On Shavuot, Jews celebrate Matan Torah, the Giving of the Torah. If you didn’t grow up Jewish, or even if you did, you may not know much about Shavuot. Although Shavuot is one of the Shelosh Regalim (the three Pilgrimage Festivals), equal in importance to Passover and Sukkot, it’s less commonly celebrated than the other two holidays. Maybe this is because Shavuot doesn’t have a well-known home component, like the Passover Seder (celebrated by more Jews than almost any other Jewish ritual) or the sukkot (huts) some Jews build outside of their homes on Sukkot. Maybe it’s because Shavuot comes at the end of the school year, so even if you have kids in a Jewish preschool, religious school or day school, there’s not as much time available in the curriculum to focus on Shavuot. Whatever the reason, I for one would love to see a change, and for more people to learn about Shavuot, and celebrate the holiday in meaningful ways.
In that spirit, as Shavuot approaches, I have seven suggestions for how to make the holiday more meaningful. Why seven? Because Shavuot marks the fiftieth day after the start of the counting of the Omer. (We begin counting the Omer, which links Passover to Shavuot, on the second night of Passover.) Shavuot (which means “weeks” in Hebrew) marks the completion of counting seven weeks of seven days.
1. Read the Book of Ruth. Traditionally, the Biblical Book of Ruth is read in synagogues on Shavuot. Ruth’s story is read on this holiday for several reasons:
a. The Book of Ruth describes the harvest season and Shavuot is also known as Hag HaKatsir, the Harvest Festival.
b. On Shavuot, when Jews celebrate God’s giving—and the Jewish people’s accepting—the Torah, we read of Ruth’s willingly entering into the Jewish faith and thus, according to Jewish understanding, a life of Torah.
c. The end of the Book of Ruth describes the lineage of King David, who is Ruth’s great-grandson. According to Jewish tradition, King David was born and died on Shavuot.
Even if you don’t go to services on Shavuot, you can read and discuss the story of Ruth with family members or friends. Ruth is often celebrated as the first Jew by Choice, but as I argue in my recent blog, I think she really should be celebrated as a woman in an interfaith marriage who helps to ensure the Jewish future.
2. Study the Ten Commandments. The Ten Commandments are traditionally read from the Torah at Shavuot services. Take time to read the Ten Commandments and learn about them. If you have younger kids, your family can decide what Ten Commandments/Rules should be followed in your home. Older kids and adults can discuss how they feel about posting the Ten Commandments in public places such as court houses. Click here to read the position the Anti-Defamation League took on this issue in 2005.
3. Attend a Tikkun Leil Shavuot. There’s a wonderful custom of staying up all (or part of) the first night of Shavuot to study Torah. One of my personal favorite Shavuot experiences was when I was living in Jerusalem and I spent all night learning at a Tikkun Leil Shavuot and then at sunrise walked with the rest of the people attending the Tikkun to the Kotel for the morning service.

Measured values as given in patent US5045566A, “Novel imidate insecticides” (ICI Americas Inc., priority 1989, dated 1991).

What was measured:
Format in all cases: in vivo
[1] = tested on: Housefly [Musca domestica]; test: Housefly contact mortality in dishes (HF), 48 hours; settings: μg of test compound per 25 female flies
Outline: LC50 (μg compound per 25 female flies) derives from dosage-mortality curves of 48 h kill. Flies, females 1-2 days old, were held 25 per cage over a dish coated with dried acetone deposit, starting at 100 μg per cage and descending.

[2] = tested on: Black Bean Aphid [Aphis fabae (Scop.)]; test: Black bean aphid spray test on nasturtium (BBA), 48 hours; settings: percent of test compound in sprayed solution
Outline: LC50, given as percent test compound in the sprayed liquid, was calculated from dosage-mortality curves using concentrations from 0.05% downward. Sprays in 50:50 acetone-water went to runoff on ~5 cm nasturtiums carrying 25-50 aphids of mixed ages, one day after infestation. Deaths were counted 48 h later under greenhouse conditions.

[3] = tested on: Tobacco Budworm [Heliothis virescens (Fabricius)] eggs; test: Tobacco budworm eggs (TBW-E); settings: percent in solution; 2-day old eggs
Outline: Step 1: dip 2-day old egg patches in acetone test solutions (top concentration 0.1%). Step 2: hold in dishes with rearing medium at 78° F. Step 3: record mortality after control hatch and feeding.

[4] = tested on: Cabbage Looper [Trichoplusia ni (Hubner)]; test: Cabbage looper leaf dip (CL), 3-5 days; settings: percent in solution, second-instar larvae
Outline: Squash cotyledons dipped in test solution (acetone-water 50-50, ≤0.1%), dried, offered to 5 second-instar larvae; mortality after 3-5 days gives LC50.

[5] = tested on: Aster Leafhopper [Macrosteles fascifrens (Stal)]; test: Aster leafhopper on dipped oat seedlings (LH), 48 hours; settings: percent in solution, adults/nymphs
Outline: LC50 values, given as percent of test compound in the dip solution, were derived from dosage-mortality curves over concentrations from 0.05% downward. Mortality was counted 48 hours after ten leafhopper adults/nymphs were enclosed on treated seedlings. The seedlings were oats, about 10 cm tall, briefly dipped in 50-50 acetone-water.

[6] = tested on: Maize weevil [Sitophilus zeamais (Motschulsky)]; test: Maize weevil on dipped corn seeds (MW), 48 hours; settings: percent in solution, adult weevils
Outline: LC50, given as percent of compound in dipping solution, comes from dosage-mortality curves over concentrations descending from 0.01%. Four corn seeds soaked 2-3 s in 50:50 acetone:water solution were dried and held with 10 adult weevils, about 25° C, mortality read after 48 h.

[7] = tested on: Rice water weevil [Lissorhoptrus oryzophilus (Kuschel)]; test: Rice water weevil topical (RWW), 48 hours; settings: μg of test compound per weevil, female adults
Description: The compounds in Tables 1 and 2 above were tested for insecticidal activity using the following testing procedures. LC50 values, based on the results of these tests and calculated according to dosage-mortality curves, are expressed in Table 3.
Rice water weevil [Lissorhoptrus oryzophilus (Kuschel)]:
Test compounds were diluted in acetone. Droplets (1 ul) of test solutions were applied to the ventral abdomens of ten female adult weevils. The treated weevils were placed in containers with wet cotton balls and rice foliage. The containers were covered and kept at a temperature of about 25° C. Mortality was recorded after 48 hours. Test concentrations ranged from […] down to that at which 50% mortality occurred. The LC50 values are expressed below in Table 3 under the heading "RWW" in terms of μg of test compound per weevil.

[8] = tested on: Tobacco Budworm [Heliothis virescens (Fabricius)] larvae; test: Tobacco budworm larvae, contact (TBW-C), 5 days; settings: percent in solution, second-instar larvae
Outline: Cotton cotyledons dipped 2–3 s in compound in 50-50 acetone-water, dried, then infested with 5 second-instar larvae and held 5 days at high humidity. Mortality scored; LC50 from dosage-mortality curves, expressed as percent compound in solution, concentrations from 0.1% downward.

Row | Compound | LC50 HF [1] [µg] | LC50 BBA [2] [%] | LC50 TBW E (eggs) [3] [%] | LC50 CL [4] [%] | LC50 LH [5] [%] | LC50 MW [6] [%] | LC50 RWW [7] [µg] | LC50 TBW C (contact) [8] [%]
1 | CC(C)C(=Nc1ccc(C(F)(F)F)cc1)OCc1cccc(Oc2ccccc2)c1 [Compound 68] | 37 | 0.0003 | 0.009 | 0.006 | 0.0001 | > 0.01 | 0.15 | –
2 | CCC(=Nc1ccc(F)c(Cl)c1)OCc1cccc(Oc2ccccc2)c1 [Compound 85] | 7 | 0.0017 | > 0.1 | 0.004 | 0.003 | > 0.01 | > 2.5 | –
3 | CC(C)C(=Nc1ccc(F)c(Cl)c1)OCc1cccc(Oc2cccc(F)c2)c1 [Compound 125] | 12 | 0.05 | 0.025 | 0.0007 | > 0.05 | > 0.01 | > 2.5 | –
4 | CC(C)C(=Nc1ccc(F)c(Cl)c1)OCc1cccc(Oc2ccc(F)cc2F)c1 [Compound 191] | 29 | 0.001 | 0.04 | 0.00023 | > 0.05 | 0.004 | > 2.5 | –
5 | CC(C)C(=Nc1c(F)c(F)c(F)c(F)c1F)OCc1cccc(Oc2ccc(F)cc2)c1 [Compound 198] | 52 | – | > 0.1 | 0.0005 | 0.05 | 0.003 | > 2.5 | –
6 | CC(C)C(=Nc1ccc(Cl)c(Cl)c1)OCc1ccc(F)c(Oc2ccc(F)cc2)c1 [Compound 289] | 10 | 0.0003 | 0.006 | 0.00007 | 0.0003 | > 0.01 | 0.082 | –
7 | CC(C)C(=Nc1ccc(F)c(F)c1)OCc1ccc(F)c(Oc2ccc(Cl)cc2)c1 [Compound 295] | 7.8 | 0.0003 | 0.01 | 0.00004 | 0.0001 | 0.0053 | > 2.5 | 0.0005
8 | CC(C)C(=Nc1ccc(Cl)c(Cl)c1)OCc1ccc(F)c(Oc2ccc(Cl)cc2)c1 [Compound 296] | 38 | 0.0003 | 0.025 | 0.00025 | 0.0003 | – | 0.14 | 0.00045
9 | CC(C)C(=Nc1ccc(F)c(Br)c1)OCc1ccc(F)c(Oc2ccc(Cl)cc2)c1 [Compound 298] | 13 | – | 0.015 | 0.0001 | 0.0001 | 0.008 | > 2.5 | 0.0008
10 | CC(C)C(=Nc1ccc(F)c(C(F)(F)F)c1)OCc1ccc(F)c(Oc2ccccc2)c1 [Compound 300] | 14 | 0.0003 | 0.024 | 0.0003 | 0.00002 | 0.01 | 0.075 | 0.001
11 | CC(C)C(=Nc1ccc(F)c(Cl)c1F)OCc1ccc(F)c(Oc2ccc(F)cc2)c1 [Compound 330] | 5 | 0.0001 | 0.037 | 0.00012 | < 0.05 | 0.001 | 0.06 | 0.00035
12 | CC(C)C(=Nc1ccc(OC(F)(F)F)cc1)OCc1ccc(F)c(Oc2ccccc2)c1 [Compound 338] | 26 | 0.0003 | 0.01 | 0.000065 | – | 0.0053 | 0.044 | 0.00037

Look online to see if a synagogue or other Jewish organization near you is having a Tikkun. Or host your own Tikkun and invite friends over to study Torah.
4. Make (and eat!) Dairy Foods. It’s customary to eat dairy foods like cheesecake and cheese-filled blintzes on Shavuot. Some say that this is because the Bible compares Torah to “honey and milk…under your tongue” (Song of Songs 4:11). Another explanation is that when the Israelites received the Torah and learned for the first time the laws for keeping kosher, they didn’t have time right away to prepare kosher meat. In order not to eat meat that wasn’t kosher, they ate dairy. And so, on Shavuot, when the Giving of the Torahis celebrated, many Jews eat dairy in commemoration of how the Israelites ate when they first received the Torah.
In keeping with the tradition of eating dairy on Shavuot, after dinner on Shavuot I like to put out different flavors of ice cream and bowls with all kinds of toppings for everyone in my family to make their own ice cream sundae. My kids love doing this—and so do I!
5. Bake a Special Challah. Even those familiar with the braided challot for Shabbat and the round challot traditionally eaten on Rosh Hashanah may not be aware of the tradition of having specially shaped challot for Shavuot. This Shavuot, bake a challah in the shape of the Ten Commandments, as mentioned above, or in the shape of a Heavenly Ladder, a Torah or Mount Sinai (where God gave the Torah to Moses). To learn how to make these challotclick here.
6. If You Have Young Children, Read Books Related to Shavuot: Check out PJ Library for a list of Shavuot books.
7. Attend a Shavuot Service. In Israel and most Reform and Reconstructionist congregations outside of Israel, Shavuot is observed for one day. In Orthodox and most Conservative congregations outside of Israel, Shavuot is observed for two days. In many congregations, Confirmation (a group ceremony, generally at the end of tenth grade, celebrating the completion of a religious curriculum) is celebrated on Shavuot. Not only is Shavuot near the end of the school year, but the association of Shavuot with the Giving of Torah is thematically connected to the study of Torah acknowledged at Confirmation as well as the idea of students committing themselves to a life of Torah. You can look at the websites of local synagogues to find out when their Shavuot services are being held.